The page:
Even if you’ve configured your website without the help of a CMS, you should check for regular updates. PHP or MySQL should always be kept up-to-date to avoid open doors for hacker attacks.
At Bamboozle, we take care of updates for you with our Managed Apps infrastructure.
2. Regular backups
Despite careful precautions, some hackers still manage to find a way to discover and exploit security gaps. Once this step has been reached, they’re able to do considerable damage to whomever they target. Data espionage and misuse of data aren’t the only consequences to be wary of; many hackers go to great lengths to cover their tracks, and this can sometimes even involve erasing entire databases. This is why it’s so important to regularly back up data. Doing this serves as a double precaution of sorts, as it’s possible to overwrite individually aligned system files even with standard updates. Regularly updating all data is an absolute ‘must’ for any company serious about security concerns. Helpful plugins are also available for this step. For WordPress, many different plug-ins are available and other CMSs can be extended using relevant plug-ins and extensions to make a full website backup easy. If you’re not using a CMS, you can save your server content manually on an external drive or use tools like rsync.
All our Web Hosting Services include automated and manual backups at your convenience.
3. Secure login data
While the importance of selecting a secure password may seem obvious at first, the internet’s most popular password serves as a painful reminder that, for many, it isn’t. ‘password’ and ‘123456’ were revealed to be the most popular passwords for many. Making matters worse, suggested usernames like ‘Admin’ or ‘Administrator’ are also adopted by many system users. Those who adopt such thoughtless security settings are making themselves especially vulnerable to hackers. For both passwords and usernames, it’s best to follow these simple rules of thumb: no real names or simple and easy-to-remember combinations should ever be used.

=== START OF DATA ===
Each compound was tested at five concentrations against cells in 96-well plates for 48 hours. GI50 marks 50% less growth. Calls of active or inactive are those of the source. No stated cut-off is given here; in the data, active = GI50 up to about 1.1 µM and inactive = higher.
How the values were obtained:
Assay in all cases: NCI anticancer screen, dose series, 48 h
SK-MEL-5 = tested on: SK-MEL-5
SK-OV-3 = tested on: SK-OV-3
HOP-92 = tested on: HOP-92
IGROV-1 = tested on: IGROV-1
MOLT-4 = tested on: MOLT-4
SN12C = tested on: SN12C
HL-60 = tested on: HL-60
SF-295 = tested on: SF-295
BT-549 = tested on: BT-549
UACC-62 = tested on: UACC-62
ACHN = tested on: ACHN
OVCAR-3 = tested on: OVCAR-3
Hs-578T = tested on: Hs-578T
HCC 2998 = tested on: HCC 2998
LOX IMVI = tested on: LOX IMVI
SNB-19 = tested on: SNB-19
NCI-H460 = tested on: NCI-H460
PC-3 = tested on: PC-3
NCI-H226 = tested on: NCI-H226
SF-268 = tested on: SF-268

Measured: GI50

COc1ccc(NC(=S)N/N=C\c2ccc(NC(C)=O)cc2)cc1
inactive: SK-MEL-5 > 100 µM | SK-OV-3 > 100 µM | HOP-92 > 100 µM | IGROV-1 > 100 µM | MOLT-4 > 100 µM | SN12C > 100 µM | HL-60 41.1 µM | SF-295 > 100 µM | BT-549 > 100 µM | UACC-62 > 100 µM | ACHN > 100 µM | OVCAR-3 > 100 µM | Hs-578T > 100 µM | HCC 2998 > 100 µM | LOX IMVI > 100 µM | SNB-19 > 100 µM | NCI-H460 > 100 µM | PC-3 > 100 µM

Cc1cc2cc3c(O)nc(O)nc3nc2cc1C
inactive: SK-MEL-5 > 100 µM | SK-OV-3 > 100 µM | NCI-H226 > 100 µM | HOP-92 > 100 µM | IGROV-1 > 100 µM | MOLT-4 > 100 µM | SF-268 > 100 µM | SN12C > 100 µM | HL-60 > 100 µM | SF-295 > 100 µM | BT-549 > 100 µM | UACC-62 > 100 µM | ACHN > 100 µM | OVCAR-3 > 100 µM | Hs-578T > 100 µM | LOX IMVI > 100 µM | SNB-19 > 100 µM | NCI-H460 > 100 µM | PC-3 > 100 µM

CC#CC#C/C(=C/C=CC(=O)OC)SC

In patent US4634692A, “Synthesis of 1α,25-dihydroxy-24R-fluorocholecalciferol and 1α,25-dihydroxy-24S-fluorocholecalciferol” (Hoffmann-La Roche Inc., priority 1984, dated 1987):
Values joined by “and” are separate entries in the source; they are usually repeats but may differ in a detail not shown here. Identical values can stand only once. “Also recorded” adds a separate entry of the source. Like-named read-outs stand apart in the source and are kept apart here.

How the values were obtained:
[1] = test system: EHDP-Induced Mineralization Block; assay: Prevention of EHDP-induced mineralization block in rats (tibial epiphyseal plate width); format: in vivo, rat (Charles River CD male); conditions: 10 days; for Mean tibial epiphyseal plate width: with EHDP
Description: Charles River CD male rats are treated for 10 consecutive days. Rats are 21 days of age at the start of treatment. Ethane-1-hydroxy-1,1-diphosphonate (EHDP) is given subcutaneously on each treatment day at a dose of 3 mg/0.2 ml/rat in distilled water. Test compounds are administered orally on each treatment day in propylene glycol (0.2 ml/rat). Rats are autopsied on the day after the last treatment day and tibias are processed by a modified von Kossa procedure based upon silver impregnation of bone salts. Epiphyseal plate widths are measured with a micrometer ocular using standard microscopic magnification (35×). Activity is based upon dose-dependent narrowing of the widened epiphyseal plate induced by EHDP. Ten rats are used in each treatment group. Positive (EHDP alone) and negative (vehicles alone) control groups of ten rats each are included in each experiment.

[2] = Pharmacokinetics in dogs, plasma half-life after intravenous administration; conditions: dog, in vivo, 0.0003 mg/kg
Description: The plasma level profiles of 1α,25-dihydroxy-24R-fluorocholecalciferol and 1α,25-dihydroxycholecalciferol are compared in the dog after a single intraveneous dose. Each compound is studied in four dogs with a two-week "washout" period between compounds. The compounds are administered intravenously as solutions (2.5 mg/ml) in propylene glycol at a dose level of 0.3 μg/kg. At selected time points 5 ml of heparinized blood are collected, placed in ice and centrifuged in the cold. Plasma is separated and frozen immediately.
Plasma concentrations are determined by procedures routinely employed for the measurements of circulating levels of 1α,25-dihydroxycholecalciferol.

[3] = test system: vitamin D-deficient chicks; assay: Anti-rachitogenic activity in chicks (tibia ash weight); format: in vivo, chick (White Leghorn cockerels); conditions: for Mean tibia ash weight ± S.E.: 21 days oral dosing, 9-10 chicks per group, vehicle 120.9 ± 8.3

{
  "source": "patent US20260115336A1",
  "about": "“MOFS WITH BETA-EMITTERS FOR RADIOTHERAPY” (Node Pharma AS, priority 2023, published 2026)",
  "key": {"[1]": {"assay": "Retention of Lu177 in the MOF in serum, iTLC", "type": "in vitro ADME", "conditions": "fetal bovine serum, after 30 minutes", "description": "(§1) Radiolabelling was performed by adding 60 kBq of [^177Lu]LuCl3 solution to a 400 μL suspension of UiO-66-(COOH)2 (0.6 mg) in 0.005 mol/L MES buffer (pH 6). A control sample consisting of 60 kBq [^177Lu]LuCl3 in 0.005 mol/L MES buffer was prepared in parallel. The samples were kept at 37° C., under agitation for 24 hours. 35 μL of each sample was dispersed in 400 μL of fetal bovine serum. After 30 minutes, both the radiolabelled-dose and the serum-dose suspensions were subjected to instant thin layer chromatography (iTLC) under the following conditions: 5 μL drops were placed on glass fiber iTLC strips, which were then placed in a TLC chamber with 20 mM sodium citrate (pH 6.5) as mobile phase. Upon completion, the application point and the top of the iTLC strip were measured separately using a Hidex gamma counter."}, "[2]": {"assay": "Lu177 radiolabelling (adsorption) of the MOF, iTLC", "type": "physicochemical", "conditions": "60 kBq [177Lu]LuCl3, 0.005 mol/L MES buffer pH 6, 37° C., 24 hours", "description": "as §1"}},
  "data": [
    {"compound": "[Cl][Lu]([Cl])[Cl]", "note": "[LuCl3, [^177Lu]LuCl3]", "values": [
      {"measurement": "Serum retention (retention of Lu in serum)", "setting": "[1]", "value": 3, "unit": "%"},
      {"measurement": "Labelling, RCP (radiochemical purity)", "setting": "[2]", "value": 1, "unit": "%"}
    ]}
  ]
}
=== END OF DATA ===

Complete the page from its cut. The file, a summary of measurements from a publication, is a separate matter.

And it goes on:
A secure password requires a random arrangement of character strings.
4. Stay informed
Those striving to protect their site from hackers and other attacks should always stay informed about the latest dangers and security gaps plaguing the cyber world. The first point of contact for this is, of course, the cyber community that you’re a part of. There are countless threads on the topic of cyber security in most forums. Here, members discuss possible security risks, how to identify them, and ideally, remove them as well. For information on current news, background articles, and forums or our blog are good places to start.
5. HTTPS and SSL certificate
HTTPS secures the exchange of sensitive data on the internet. With the help of SSL (Secure Socket Layer), data exchanges occurring between servers and clients are encrypted. This makes it difficult for hackers to transfer or intercept data. These certificates are available on multiple websites. Many hosting providers also include them in web hosting packages or offer them for an additional fee. Another advantage is that users are able to recognize the website security certificate as such by the ‘padlock symbol’ in the browser and the https transport protocol.
All our offerings include free SSLs and we also provide commercial SSLs for complex or large environments.
Don’t give hackers a chance
The first step in not giving hackers the chance to cause harm requires regularly checking the security of your website. A security check is a good start and should be carried out in periodic intervals. Cyber criminals are always looking for security flaws that they’d be able to exploit. Ensuring that your system is up to date decreases the risk of intruders gaining unauthorized access. Certain conditions may warrant consulting the advice of an IT expert. Last but not least, it’s important to make sure that your own team is well aware of the dangers lurking in cyber space; an uninformed coworker may just prove to be the weak link of an otherwise well-thought out security strategy.